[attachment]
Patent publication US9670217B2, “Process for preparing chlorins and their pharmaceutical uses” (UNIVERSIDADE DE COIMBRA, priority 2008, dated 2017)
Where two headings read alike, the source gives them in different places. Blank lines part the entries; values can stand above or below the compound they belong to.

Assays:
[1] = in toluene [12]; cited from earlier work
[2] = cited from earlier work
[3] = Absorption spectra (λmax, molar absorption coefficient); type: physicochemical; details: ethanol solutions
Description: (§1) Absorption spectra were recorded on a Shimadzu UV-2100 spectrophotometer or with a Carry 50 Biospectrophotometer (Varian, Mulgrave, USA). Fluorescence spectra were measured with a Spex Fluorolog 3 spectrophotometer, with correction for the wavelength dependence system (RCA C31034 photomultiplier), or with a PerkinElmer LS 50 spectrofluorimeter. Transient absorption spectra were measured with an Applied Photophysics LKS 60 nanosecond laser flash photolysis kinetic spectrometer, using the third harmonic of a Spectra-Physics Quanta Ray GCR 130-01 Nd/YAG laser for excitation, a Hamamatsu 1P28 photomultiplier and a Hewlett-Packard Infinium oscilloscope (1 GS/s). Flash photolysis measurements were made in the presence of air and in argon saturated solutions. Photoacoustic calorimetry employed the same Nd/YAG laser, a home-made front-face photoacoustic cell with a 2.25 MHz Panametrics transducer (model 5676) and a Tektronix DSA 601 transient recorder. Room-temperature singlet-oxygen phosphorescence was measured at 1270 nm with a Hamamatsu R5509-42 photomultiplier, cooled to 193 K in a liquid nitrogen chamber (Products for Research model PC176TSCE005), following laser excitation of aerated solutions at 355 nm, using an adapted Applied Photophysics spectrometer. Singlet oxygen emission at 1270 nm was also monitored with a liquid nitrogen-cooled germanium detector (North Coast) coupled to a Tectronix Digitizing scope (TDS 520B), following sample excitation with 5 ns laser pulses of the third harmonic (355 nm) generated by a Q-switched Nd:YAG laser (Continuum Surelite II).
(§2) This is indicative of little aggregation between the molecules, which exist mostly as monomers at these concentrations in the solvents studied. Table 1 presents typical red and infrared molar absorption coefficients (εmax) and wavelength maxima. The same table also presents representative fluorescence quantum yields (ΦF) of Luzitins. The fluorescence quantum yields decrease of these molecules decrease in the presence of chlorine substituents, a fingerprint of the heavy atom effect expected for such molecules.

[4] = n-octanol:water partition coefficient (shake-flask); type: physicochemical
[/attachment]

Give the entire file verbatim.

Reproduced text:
Patent publication US9670217B2, “Process for preparing chlorins and their pharmaceutical uses” (UNIVERSIDADE DE COIMBRA, priority 2008, dated 2017)
Where two headings read alike, the source gives them in different places. Blank lines part the entries; values can stand above or below the compound they belong to.

Assays:
[1] = in toluene [12]; cited from earlier work
[2] = cited from earlier work
[3] = Absorption spectra (λmax, molar absorption coefficient); type: physicochemical; details: ethanol solutions
Description: (§1) Absorption spectra were recorded on a Shimadzu UV-2100 spectrophotometer or with a Carry 50 Biospectrophotometer (Varian, Mulgrave, USA). Fluorescence spectra were measured with a Spex Fluorolog 3 spectrophotometer, with correction for the wavelength dependence system (RCA C31034 photomultiplier), or with a PerkinElmer LS 50 spectrofluorimeter. Transient absorption spectra were measured with an Applied Photophysics LKS 60 nanosecond laser flash photolysis kinetic spectrometer, using the third harmonic of a Spectra-Physics Quanta Ray GCR 130-01 Nd/YAG laser for excitation, a Hamamatsu 1P28 photomultiplier and a Hewlett-Packard Infinium oscilloscope (1 GS/s). Flash photolysis measurements were made in the presence of air and in argon saturated solutions. Photoacoustic calorimetry employed the same Nd/YAG laser, a home-made front-face photoacoustic cell with a 2.25 MHz Panametrics transducer (model 5676) and a Tektronix DSA 601 transient recorder. Room-temperature singlet-oxygen phosphorescence was measured at 1270 nm with a Hamamatsu R5509-42 photomultiplier, cooled to 193 K in a liquid nitrogen chamber (Products for Research model PC176TSCE005), following laser excitation of aerated solutions at 355 nm, using an adapted Applied Photophysics spectrometer. Singlet oxygen emission at 1270 nm was also monitored with a liquid nitrogen-cooled germanium detector (North Coast) coupled to a Tectronix Digitizing scope (TDS 520B), following sample excitation with 5 ns laser pulses of the third harmonic (355 nm) generated by a Q-switched Nd:YAG laser (Continuum Surelite II).
(§2) This is indicative of little aggregation between the molecules, which exist mostly as monomers at these concentrations in the solvents studied. Table 1 presents typical red and infrared molar absorption coefficients (εmax) and wavelength maxima. The same table also presents representative fluorescence quantum yields (ΦF) of Luzitins. The fluorescence quantum yields decrease of these molecules decrease in the presence of chlorine substituents, a fingerprint of the heavy atom effect expected for such molecules.

[4] = n-octanol:water partition coefficient (shake-flask); type: physicochemical